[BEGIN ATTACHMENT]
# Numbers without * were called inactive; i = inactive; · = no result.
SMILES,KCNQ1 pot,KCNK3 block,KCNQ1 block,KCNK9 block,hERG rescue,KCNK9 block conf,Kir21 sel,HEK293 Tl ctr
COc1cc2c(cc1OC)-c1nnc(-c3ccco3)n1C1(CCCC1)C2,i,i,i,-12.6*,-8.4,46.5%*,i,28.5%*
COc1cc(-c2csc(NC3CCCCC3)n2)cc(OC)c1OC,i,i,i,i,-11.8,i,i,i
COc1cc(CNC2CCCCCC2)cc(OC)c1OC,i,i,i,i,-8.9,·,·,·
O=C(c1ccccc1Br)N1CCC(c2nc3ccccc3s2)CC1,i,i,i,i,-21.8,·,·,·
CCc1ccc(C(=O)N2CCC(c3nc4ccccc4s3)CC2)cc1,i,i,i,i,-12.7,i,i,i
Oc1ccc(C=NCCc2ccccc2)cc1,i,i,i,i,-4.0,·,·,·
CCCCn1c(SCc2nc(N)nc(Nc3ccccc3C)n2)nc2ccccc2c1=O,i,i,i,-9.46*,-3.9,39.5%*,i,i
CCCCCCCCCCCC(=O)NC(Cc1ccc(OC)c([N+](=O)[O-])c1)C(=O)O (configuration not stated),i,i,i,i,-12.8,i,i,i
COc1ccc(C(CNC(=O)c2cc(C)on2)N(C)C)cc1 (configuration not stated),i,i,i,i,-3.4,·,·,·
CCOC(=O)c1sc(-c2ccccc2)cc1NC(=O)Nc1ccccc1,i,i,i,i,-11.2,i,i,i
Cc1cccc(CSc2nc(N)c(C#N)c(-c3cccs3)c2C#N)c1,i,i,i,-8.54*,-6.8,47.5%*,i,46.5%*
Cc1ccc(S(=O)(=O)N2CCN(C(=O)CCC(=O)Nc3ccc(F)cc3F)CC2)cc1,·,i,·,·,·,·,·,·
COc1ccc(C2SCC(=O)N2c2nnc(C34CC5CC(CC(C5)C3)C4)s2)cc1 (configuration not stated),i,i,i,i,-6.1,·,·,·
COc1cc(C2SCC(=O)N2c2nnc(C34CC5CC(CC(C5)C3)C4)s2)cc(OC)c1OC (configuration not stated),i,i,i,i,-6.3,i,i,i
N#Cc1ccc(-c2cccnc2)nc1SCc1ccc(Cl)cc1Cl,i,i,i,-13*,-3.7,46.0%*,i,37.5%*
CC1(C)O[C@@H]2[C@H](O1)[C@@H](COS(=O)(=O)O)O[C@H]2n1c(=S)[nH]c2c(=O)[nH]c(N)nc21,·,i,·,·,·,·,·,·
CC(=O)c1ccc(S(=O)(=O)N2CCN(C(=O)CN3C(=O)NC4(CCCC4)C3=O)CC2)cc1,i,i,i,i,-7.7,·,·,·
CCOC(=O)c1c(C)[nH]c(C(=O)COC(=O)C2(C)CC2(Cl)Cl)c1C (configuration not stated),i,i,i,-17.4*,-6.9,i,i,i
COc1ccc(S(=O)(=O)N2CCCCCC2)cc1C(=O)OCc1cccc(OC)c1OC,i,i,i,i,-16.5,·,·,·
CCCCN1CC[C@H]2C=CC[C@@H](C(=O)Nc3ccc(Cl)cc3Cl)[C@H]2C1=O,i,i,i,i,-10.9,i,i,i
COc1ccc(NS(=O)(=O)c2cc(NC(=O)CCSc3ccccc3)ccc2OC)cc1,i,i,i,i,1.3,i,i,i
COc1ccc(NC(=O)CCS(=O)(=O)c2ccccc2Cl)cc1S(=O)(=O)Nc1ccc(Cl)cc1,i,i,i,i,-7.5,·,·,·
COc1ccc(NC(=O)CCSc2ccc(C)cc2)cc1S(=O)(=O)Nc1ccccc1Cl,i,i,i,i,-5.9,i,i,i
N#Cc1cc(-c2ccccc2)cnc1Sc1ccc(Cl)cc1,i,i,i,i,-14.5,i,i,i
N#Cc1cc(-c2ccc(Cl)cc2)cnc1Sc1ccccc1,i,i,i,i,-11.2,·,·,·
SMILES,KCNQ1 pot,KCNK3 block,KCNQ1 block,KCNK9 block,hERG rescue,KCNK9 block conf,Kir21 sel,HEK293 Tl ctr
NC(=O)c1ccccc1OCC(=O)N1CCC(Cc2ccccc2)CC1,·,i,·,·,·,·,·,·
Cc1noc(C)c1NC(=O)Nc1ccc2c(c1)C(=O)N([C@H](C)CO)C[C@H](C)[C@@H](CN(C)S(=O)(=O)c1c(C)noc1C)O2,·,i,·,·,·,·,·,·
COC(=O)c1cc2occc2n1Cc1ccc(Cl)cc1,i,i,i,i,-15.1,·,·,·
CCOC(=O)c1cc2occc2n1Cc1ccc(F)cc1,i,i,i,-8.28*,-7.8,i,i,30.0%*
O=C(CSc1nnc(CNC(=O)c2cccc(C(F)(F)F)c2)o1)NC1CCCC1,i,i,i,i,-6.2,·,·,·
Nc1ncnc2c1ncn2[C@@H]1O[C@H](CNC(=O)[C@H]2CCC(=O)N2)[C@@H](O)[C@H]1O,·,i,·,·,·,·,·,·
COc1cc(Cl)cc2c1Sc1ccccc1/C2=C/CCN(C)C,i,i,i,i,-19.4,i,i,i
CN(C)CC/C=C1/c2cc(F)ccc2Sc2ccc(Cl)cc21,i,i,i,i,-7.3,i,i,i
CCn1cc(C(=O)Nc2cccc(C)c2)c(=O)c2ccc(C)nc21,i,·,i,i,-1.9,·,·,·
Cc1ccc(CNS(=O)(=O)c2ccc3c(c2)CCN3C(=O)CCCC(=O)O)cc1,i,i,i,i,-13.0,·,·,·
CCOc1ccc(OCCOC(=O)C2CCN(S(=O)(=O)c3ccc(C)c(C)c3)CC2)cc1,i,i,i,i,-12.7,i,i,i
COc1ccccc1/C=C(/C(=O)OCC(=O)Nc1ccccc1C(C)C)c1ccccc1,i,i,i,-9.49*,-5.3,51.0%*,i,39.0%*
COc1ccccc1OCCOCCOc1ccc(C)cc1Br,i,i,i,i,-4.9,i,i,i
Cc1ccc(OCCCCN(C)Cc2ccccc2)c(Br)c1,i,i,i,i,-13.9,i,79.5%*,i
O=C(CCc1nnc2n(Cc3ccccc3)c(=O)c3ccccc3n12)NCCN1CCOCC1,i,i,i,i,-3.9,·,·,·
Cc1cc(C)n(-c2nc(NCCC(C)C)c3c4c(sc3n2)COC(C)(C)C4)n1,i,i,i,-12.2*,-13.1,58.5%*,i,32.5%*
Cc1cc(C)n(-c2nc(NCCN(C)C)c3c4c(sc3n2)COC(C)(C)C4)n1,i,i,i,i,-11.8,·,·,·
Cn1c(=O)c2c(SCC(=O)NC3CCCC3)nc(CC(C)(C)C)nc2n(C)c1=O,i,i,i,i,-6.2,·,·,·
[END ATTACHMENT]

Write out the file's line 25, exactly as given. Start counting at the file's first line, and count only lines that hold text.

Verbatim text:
COc1ccc(NC(=O)CCSc2ccc(C)cc2)cc1S(=O)(=O)Nc1ccccc1Cl,i,i,i,i,-5.9,i,i,i